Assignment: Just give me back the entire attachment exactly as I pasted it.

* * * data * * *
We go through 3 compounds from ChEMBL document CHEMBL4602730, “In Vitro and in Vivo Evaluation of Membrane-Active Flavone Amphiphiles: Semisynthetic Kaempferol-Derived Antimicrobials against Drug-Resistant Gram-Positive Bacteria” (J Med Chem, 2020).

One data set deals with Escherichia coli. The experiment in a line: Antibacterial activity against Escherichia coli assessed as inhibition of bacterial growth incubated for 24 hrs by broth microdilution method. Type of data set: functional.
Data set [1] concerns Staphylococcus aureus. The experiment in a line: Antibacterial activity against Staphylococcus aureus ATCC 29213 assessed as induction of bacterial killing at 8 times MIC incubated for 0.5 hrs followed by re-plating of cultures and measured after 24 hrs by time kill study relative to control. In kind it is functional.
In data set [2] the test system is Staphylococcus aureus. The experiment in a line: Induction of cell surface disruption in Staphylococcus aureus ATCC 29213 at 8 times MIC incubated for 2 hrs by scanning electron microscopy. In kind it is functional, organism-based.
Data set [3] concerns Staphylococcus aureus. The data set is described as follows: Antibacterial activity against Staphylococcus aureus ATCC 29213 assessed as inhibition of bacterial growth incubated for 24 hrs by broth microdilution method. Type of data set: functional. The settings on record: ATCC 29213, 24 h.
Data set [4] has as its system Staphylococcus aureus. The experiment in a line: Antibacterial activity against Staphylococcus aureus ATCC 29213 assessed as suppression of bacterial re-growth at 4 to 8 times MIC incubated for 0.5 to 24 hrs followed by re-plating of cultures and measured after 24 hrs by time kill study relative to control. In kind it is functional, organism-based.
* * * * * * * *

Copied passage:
We go through 3 compounds from ChEMBL document CHEMBL4602730, “In Vitro and in Vivo Evaluation of Membrane-Active Flavone Amphiphiles: Semisynthetic Kaempferol-Derived Antimicrobials against Drug-Resistant Gram-Positive Bacteria” (J Med Chem, 2020).

One data set deals with Escherichia coli. The experiment in a line: Antibacterial activity against Escherichia coli assessed as inhibition of bacterial growth incubated for 24 hrs by broth microdilution method. Type of data set: functional.
Data set [1] concerns Staphylococcus aureus. The experiment in a line: Antibacterial activity against Staphylococcus aureus ATCC 29213 assessed as induction of bacterial killing at 8 times MIC incubated for 0.5 hrs followed by re-plating of cultures and measured after 24 hrs by time kill study relative to control. In kind it is functional.
In data set [2] the test system is Staphylococcus aureus. The experiment in a line: Induction of cell surface disruption in Staphylococcus aureus ATCC 29213 at 8 times MIC incubated for 2 hrs by scanning electron microscopy. In kind it is functional, organism-based.
Data set [3] concerns Staphylococcus aureus. The data set is described as follows: Antibacterial activity against Staphylococcus aureus ATCC 29213 assessed as inhibition of bacterial growth incubated for 24 hrs by broth microdilution method. Type of data set: functional. The settings on record: ATCC 29213, 24 h.
Data set [4] has as its system Staphylococcus aureus. The experiment in a line: Antibacterial activity against Staphylococcus aureus ATCC 29213 assessed as suppression of bacterial re-growth at 4 to 8 times MIC incubated for 0.5 to 24 hrs followed by re-plating of cultures and measured after 24 hrs by time kill study relative to control. In kind it is functional, organism-based.